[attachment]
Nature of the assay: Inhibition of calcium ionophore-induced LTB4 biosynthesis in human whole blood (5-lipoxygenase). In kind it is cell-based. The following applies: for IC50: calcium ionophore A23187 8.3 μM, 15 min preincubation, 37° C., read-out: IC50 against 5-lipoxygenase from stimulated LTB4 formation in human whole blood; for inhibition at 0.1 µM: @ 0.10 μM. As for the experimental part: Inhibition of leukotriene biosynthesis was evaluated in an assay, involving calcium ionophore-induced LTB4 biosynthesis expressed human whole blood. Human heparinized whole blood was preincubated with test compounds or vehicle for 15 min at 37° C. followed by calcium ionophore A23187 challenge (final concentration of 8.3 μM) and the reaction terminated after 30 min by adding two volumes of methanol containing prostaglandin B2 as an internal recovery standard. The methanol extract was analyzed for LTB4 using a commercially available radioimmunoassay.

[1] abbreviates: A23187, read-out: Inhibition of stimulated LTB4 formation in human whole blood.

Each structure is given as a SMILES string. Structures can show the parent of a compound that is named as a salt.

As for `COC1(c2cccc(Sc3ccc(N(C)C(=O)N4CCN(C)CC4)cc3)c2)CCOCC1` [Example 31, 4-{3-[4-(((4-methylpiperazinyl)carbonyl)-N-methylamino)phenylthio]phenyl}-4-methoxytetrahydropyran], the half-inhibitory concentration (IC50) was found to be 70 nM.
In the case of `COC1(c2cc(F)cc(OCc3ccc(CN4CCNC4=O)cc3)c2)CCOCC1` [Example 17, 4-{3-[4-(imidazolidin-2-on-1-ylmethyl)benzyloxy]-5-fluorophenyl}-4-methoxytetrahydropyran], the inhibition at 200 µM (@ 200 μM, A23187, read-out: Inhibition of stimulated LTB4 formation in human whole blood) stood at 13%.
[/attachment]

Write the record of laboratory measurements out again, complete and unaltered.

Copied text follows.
Nature of the assay: Inhibition of calcium ionophore-induced LTB4 biosynthesis in human whole blood (5-lipoxygenase). In kind it is cell-based. The following applies: for IC50: calcium ionophore A23187 8.3 μM, 15 min preincubation, 37° C., read-out: IC50 against 5-lipoxygenase from stimulated LTB4 formation in human whole blood; for inhibition at 0.1 µM: @ 0.10 μM. As for the experimental part: Inhibition of leukotriene biosynthesis was evaluated in an assay, involving calcium ionophore-induced LTB4 biosynthesis expressed human whole blood. Human heparinized whole blood was preincubated with test compounds or vehicle for 15 min at 37° C. followed by calcium ionophore A23187 challenge (final concentration of 8.3 μM) and the reaction terminated after 30 min by adding two volumes of methanol containing prostaglandin B2 as an internal recovery standard. The methanol extract was analyzed for LTB4 using a commercially available radioimmunoassay.

[1] abbreviates: A23187, read-out: Inhibition of stimulated LTB4 formation in human whole blood.

Each structure is given as a SMILES string. Structures can show the parent of a compound that is named as a salt.

As for `COC1(c2cccc(Sc3ccc(N(C)C(=O)N4CCN(C)CC4)cc3)c2)CCOCC1` [Example 31, 4-{3-[4-(((4-methylpiperazinyl)carbonyl)-N-methylamino)phenylthio]phenyl}-4-methoxytetrahydropyran], the half-inhibitory concentration (IC50) was found to be 70 nM.
In the case of `COC1(c2cc(F)cc(OCc3ccc(CN4CCNC4=O)cc3)c2)CCOCC1` [Example 17, 4-{3-[4-(imidazolidin-2-on-1-ylmethyl)benzyloxy]-5-fluorophenyl}-4-methoxytetrahydropyran], the inhibition at 200 µM (@ 200 μM, A23187, read-out: Inhibition of stimulated LTB4 formation in human whole blood) stood at 13%.